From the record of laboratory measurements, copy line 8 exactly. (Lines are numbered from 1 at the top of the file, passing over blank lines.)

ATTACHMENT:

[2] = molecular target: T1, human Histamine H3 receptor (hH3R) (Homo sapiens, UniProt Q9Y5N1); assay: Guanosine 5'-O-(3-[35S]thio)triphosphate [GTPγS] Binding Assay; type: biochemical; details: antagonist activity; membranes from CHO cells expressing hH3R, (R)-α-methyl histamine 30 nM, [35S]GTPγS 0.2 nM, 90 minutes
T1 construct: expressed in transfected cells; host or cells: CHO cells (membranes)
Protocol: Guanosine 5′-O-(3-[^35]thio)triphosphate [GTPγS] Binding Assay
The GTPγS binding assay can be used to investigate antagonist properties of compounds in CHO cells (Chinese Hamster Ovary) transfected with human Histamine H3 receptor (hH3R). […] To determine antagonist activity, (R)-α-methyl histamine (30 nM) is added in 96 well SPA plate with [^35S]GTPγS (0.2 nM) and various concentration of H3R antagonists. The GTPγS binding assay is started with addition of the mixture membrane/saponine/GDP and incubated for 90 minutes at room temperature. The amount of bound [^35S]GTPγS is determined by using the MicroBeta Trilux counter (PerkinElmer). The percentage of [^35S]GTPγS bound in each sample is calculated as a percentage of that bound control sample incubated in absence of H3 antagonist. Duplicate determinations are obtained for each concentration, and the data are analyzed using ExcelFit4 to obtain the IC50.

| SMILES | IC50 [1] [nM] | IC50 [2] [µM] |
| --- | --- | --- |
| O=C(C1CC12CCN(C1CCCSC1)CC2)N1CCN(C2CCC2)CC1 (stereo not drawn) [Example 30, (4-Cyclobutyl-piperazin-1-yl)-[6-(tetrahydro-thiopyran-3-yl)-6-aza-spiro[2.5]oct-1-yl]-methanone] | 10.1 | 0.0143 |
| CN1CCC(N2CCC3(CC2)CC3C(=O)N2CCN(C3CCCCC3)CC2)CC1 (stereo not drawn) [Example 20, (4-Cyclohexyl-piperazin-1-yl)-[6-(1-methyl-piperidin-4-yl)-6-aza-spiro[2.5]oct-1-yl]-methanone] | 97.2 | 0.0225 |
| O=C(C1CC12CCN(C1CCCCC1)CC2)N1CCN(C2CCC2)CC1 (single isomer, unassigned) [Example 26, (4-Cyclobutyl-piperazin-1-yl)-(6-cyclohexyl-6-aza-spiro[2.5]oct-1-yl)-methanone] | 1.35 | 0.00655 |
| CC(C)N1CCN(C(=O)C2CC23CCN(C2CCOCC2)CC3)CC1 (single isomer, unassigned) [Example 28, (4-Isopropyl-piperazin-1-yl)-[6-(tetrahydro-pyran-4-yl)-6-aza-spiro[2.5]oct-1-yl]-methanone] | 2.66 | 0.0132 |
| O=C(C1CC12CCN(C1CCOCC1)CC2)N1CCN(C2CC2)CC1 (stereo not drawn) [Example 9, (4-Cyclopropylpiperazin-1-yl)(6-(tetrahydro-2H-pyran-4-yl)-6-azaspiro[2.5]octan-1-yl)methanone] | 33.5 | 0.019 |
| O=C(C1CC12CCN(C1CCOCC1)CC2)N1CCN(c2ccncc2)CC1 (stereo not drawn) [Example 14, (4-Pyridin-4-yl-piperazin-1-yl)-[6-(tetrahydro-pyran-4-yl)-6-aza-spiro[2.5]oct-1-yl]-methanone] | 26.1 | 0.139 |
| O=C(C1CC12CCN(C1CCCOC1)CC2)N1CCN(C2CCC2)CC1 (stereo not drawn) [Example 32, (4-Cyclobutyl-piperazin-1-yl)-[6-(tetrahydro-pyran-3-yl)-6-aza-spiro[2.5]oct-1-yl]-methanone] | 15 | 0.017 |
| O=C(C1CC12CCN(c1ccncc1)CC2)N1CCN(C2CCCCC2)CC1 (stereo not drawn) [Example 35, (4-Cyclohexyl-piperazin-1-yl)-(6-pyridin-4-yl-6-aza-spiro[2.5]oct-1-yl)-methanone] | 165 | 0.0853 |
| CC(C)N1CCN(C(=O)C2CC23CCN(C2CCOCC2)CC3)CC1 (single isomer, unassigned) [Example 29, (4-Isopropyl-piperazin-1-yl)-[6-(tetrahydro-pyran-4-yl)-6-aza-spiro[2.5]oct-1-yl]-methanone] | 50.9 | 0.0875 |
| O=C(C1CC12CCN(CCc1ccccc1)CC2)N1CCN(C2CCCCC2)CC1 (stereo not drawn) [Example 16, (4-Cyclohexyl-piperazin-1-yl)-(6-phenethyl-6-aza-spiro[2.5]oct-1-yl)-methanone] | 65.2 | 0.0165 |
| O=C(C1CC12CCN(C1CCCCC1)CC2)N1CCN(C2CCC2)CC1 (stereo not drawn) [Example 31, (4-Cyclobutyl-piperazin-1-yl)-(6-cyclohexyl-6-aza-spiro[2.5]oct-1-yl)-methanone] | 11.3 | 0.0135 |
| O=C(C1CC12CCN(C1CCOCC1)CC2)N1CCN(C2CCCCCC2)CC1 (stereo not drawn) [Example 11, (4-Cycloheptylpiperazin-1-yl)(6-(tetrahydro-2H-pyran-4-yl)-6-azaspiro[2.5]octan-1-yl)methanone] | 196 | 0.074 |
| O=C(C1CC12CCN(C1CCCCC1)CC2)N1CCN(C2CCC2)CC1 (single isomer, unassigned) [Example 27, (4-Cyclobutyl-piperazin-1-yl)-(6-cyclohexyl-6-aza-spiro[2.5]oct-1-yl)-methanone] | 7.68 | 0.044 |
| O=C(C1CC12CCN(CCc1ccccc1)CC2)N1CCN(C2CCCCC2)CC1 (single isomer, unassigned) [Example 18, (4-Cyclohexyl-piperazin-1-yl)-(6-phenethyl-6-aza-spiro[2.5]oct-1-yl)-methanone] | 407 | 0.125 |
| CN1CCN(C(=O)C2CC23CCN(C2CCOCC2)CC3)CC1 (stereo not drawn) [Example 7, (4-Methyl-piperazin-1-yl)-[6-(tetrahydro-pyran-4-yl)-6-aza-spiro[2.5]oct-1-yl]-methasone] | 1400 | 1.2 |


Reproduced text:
| CN1CCC(N2CCC3(CC2)CC3C(=O)N2CCN(C3CCCCC3)CC2)CC1 (stereo not drawn) [Example 20, (4-Cyclohexyl-piperazin-1-yl)-[6-(1-methyl-piperidin-4-yl)-6-aza-spiro[2.5]oct-1-yl]-methanone] | 97.2 | 0.0225 |